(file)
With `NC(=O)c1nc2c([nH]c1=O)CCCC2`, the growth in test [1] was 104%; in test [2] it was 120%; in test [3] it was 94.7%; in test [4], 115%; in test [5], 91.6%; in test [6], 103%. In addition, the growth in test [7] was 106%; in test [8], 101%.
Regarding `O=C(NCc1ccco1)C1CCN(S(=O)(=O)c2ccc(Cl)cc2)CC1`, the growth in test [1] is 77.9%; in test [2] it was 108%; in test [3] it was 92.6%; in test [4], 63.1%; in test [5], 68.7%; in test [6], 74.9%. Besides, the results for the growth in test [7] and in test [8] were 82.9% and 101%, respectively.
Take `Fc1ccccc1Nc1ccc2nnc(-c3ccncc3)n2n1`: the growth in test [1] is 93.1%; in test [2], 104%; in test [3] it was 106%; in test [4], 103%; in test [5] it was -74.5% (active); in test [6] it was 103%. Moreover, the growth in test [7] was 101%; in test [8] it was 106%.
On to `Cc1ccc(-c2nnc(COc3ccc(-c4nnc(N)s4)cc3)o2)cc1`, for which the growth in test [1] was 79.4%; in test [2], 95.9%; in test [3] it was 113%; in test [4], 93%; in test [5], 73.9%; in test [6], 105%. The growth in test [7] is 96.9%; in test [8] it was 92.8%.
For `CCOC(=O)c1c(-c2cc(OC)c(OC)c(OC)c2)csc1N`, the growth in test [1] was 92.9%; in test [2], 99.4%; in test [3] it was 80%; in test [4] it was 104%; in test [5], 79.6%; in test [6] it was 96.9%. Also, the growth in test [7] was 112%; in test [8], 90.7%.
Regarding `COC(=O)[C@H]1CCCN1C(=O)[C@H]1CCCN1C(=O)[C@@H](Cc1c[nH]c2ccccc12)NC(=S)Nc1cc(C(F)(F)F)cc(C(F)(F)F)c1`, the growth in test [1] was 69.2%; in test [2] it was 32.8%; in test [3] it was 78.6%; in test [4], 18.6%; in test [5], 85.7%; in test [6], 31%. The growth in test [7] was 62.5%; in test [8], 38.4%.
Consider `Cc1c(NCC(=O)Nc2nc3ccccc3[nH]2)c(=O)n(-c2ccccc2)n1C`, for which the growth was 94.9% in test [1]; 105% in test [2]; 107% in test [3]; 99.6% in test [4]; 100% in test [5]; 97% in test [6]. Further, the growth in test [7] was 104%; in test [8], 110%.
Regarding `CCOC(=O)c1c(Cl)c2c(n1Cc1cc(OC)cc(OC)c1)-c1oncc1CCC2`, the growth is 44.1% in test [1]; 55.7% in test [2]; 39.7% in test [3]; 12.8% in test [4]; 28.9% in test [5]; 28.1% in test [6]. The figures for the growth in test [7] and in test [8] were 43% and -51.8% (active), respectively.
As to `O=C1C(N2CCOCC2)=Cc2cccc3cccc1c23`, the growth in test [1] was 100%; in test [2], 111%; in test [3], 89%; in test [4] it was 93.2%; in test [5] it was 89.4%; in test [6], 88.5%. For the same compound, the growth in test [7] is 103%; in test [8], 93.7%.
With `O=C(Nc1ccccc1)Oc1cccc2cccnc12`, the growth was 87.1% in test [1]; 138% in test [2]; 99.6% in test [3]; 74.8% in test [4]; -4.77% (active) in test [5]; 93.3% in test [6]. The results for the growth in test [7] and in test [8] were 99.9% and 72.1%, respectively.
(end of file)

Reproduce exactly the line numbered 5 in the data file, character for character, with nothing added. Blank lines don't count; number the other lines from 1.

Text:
For `CCOC(=O)c1c(-c2cc(OC)c(OC)c(OC)c2)csc1N`, the growth in test [1] was 92.9%; in test [2], 99.4%; in test [3] it was 80%; in test [4] it was 104%; in test [5], 79.6%; in test [6] it was 96.9%. Also, the growth in test [7] was 112%; in test [8], 90.7%.